Sam Kiranga

Writer - Creative and Non-Fiction and journalist, Nation Media
Nairobi, Kenya

About Sam

Languages

English

Areas of Expertise

Writing/Strategic Planning, Audio & Music Technology

I'm passionate about

I am passionate about psychology, philosophy, music and mathematical deduction. I find it exciting when I compare recent innovations in these fields with what was understood in earlier ages.

Universities

Strathmore University

Talk to me about

How the mind works, how we learn, social patterns and behaviour, value systems, lifestyle design, business and technology. Whatever ideas come to mind, I will listen. I am open minded like that

People don't know I'm good at

Drawing, audio production, chess and math

Favorite talks

Comments & conversations

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Sam Kiranga
Posted about 2 years ago
Alain de Botton: A kinder, gentler philosophy of success
I tend to disagree. With 24 hours to each day. I don't see why being an all round success is impossible. Maybe if you are trying it all too fast, you might crash and burn but with proper planning and patience anyone can be unstoppably successful. Look at people like Tim Ferriss, this guy makes a variety of achievements all the time you'd think his life is a movie.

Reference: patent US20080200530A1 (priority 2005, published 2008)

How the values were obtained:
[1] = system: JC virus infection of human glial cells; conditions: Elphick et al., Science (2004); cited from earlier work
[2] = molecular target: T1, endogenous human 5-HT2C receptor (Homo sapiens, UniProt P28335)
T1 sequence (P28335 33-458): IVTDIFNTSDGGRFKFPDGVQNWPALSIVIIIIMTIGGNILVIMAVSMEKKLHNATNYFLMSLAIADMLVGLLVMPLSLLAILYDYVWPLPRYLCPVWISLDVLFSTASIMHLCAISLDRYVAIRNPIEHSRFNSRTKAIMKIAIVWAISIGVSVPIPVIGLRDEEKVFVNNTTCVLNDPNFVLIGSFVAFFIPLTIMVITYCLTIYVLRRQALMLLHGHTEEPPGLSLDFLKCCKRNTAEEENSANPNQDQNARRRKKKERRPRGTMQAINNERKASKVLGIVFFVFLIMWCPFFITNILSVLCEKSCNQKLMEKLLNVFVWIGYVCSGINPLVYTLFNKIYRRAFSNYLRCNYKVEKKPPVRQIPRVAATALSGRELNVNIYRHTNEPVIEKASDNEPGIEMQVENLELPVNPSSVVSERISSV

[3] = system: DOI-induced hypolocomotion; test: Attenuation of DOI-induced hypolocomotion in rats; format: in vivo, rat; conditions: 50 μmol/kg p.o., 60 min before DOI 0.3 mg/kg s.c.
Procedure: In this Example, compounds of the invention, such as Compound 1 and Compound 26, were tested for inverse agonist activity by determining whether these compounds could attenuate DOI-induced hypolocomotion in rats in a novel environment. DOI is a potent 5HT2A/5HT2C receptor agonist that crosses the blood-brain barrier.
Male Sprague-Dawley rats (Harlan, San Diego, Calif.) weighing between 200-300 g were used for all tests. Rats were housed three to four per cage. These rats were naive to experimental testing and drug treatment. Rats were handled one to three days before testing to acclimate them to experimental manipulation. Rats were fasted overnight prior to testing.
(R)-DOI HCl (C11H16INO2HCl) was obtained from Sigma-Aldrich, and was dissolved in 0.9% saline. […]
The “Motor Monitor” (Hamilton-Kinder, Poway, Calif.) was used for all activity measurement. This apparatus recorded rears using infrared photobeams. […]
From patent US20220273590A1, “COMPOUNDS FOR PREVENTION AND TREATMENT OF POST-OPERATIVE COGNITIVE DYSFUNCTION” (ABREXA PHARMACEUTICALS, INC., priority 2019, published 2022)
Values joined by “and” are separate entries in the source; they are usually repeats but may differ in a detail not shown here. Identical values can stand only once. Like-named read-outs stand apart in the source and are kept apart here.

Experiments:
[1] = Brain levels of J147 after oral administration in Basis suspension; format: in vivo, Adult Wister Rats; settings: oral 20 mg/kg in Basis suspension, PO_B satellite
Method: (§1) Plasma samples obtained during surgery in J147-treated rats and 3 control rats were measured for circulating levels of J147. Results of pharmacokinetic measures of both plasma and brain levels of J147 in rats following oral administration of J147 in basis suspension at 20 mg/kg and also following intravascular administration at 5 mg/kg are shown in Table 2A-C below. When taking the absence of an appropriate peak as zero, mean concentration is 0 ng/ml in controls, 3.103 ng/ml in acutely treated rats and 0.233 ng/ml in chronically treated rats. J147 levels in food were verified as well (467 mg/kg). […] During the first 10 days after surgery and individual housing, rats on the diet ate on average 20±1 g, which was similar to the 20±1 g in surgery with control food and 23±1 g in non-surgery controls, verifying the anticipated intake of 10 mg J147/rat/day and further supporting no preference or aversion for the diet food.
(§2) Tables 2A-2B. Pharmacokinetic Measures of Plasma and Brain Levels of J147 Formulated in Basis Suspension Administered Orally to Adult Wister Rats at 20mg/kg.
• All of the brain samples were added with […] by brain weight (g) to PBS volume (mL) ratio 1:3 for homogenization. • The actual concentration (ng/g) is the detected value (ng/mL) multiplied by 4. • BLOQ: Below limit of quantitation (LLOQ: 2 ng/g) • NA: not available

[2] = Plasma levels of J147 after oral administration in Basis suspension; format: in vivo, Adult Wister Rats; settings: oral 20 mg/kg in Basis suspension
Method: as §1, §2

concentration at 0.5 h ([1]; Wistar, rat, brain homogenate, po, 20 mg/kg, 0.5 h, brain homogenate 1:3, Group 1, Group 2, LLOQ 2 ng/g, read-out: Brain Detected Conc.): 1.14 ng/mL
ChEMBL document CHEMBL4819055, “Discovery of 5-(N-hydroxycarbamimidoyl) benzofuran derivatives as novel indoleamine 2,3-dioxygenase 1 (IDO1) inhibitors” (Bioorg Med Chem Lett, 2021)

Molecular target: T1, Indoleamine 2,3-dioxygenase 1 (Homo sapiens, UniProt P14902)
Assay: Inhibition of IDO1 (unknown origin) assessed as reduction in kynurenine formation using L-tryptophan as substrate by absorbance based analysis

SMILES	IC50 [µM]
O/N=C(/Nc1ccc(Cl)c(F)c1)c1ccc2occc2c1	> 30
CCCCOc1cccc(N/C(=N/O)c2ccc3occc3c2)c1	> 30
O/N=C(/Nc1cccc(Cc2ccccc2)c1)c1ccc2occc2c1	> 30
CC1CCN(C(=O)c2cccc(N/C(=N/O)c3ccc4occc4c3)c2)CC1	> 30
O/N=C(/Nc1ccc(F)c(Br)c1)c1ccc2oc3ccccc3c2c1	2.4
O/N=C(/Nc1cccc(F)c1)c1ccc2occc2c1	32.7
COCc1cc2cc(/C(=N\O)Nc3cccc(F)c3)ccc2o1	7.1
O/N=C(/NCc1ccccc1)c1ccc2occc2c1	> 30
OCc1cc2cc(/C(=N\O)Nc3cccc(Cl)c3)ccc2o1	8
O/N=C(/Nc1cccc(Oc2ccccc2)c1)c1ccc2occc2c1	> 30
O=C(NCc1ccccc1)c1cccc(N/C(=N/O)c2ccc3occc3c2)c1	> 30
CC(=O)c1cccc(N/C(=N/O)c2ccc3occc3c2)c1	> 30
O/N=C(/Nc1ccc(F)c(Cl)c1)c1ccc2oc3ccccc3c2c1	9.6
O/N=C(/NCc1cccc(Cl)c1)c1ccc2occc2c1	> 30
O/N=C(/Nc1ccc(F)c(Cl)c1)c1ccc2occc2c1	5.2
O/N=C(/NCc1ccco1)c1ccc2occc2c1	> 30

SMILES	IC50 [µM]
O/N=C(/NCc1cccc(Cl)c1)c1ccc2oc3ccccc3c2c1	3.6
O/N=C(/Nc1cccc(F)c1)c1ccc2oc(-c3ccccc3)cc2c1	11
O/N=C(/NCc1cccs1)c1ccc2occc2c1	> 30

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Sam Kiranga
Posted about 2 years ago
Scott Rickard: The beautiful math behind the ugliest music
I concur about the octaves. Being a technical heavy metal guitarist, they were obvious within seconds. But I think there are better methods of killing the repitition entirely without having to wear the listener down by making the piece longer. Scott dig a good job in attempting this albeit with insufficient background on musical theory. All he needed was to understand the chromatic scales, the existing applications of it and hence create the lowest correlation between what he has now and the parts in which it matches with the chromatic scale. Its pretty simple if he cross references each sequence of notes in an identifiable time signature to the scale and offsets a few notes here and there. Alas! he will have achieved noise. But in my opinion noise is simply a lack of change in notes, melody progression and instruments. Imagine your T.V without a signal - perfect model for pattern free music.
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Sam Kiranga
Posted about 2 years ago
Scott Rickard: The beautiful math behind the ugliest music
Yes I agree I totally got the pattern. It felt like a bit of classical jazz but more like a piece that would work with a movie. I like to envision a situation where what was played was accompanying a scene where someone was creeping into a house. It would be a perfect score! The element of surprise and uncertainty between note intervals goes hand in hand with the fact that a person creeping into someone's house treads with doubt as to whether his next step will be heard or not. Low notes could show the bad steps made while higher notes show the unheard steps. The mood? Suspense - which I find totally musical. Good job by the Professor.